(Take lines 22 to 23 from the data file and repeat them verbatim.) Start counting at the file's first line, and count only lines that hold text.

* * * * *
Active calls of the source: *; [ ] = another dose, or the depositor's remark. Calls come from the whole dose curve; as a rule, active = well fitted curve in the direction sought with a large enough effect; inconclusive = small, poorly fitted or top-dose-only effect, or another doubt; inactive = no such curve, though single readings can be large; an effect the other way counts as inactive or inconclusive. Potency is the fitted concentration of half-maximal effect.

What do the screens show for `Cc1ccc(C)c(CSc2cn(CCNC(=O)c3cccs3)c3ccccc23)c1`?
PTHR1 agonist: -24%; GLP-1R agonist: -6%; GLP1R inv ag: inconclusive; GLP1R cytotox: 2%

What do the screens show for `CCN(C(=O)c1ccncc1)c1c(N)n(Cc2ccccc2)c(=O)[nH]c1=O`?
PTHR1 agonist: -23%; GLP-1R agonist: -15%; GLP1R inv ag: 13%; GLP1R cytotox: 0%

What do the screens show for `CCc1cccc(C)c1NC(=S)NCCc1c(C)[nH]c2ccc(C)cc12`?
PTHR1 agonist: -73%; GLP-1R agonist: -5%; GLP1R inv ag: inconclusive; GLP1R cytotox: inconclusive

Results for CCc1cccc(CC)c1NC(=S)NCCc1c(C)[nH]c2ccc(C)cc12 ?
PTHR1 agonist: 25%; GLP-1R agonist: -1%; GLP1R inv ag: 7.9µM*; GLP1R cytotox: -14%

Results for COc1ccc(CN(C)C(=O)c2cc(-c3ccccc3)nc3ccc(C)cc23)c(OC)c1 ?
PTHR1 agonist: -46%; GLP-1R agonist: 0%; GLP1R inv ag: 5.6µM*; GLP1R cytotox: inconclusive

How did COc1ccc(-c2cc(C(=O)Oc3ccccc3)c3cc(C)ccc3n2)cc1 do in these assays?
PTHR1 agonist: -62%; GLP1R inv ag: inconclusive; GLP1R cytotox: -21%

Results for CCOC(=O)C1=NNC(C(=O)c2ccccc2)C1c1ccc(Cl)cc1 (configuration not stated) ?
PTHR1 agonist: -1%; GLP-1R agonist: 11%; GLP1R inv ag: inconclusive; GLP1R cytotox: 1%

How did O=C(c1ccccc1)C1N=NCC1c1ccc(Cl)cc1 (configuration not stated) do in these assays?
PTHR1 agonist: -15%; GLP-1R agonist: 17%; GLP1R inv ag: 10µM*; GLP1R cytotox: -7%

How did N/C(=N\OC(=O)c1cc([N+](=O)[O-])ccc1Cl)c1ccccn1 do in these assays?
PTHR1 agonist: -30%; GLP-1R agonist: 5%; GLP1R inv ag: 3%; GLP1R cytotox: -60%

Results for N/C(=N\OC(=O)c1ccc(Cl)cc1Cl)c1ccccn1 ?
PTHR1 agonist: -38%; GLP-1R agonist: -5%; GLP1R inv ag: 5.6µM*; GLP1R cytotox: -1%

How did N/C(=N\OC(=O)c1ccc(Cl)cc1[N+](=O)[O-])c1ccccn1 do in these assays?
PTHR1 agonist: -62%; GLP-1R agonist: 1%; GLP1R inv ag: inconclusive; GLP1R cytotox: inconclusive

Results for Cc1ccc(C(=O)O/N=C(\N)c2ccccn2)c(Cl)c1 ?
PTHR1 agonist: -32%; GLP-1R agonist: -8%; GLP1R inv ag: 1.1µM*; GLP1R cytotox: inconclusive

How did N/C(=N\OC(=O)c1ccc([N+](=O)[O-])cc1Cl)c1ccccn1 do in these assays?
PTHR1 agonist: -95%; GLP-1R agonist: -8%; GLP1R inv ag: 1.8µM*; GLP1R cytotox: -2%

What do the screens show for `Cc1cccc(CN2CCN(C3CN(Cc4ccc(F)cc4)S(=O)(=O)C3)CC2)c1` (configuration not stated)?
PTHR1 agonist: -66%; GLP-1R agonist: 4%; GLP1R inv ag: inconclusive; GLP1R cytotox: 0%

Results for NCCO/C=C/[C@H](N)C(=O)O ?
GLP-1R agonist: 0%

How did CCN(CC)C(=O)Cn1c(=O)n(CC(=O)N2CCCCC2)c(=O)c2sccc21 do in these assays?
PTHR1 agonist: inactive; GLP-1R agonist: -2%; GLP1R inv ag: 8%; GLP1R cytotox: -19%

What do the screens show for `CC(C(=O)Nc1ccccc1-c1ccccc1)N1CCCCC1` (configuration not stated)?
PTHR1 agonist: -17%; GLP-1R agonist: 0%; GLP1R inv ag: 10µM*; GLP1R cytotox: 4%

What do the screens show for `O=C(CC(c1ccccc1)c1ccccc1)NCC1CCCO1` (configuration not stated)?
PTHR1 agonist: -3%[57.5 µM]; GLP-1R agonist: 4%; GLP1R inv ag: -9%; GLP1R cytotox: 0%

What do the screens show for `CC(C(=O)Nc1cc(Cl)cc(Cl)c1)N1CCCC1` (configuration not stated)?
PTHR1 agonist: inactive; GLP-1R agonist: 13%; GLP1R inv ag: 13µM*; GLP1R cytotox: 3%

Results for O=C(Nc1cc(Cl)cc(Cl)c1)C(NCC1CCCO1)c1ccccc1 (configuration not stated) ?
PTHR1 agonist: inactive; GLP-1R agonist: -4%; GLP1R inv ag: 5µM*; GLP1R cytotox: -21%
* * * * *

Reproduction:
How did N/C(=N\OC(=O)c1ccc(Cl)cc1[N+](=O)[O-])c1ccccn1 do in these assays?
PTHR1 agonist: -62%; GLP-1R agonist: 1%; GLP1R inv ag: inconclusive; GLP1R cytotox: inconclusive